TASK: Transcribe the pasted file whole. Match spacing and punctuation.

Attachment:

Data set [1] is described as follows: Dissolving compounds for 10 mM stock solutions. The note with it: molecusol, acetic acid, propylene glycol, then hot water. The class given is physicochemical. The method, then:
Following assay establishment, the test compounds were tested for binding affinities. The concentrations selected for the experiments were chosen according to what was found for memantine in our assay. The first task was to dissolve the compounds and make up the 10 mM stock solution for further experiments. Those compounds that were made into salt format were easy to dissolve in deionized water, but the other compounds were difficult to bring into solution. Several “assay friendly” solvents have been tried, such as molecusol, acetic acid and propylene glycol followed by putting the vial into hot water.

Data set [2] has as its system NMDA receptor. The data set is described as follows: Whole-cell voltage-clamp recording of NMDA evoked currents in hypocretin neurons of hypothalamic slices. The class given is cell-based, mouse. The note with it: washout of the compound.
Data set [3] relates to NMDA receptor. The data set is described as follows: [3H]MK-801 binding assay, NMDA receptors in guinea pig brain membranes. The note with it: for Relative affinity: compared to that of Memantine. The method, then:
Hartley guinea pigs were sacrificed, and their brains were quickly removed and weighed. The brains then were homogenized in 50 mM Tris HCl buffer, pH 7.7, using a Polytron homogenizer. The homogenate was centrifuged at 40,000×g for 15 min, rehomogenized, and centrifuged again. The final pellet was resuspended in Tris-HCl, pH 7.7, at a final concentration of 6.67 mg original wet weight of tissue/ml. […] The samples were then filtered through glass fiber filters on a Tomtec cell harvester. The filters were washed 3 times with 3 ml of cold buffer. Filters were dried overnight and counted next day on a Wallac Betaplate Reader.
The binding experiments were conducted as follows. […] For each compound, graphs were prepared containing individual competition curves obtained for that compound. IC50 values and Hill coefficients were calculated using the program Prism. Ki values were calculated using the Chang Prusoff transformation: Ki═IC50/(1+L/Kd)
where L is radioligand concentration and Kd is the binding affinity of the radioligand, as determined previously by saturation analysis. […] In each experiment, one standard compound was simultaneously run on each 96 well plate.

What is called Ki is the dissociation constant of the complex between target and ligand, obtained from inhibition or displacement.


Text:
Data set [1] is described as follows: Dissolving compounds for 10 mM stock solutions. The note with it: molecusol, acetic acid, propylene glycol, then hot water. The class given is physicochemical. The method, then:
Following assay establishment, the test compounds were tested for binding affinities. The concentrations selected for the experiments were chosen according to what was found for memantine in our assay. The first task was to dissolve the compounds and make up the 10 mM stock solution for further experiments. Those compounds that were made into salt format were easy to dissolve in deionized water, but the other compounds were difficult to bring into solution. Several “assay friendly” solvents have been tried, such as molecusol, acetic acid and propylene glycol followed by putting the vial into hot water.

Data set [2] has as its system NMDA receptor. The data set is described as follows: Whole-cell voltage-clamp recording of NMDA evoked currents in hypocretin neurons of hypothalamic slices. The class given is cell-based, mouse. The note with it: washout of the compound.
Data set [3] relates to NMDA receptor. The data set is described as follows: [3H]MK-801 binding assay, NMDA receptors in guinea pig brain membranes. The note with it: for Relative affinity: compared to that of Memantine. The method, then:
Hartley guinea pigs were sacrificed, and their brains were quickly removed and weighed. The brains then were homogenized in 50 mM Tris HCl buffer, pH 7.7, using a Polytron homogenizer. The homogenate was centrifuged at 40,000×g for 15 min, rehomogenized, and centrifuged again. The final pellet was resuspended in Tris-HCl, pH 7.7, at a final concentration of 6.67 mg original wet weight of tissue/ml. […] The samples were then filtered through glass fiber filters on a Tomtec cell harvester. The filters were washed 3 times with 3 ml of cold buffer. Filters were dried overnight and counted next day on a Wallac Betaplate Reader.
The binding experiments were conducted as follows. […] For each compound, graphs were prepared containing individual competition curves obtained for that compound. IC50 values and Hill coefficients were calculated using the program Prism. Ki values were calculated using the Chang Prusoff transformation: Ki═IC50/(1+L/Kd)
where L is radioligand concentration and Kd is the binding affinity of the radioligand, as determined previously by saturation analysis. […] In each experiment, one standard compound was simultaneously run on each 96 well plate.

What is called Ki is the dissociation constant of the complex between target and ligand, obtained from inhibition or displacement.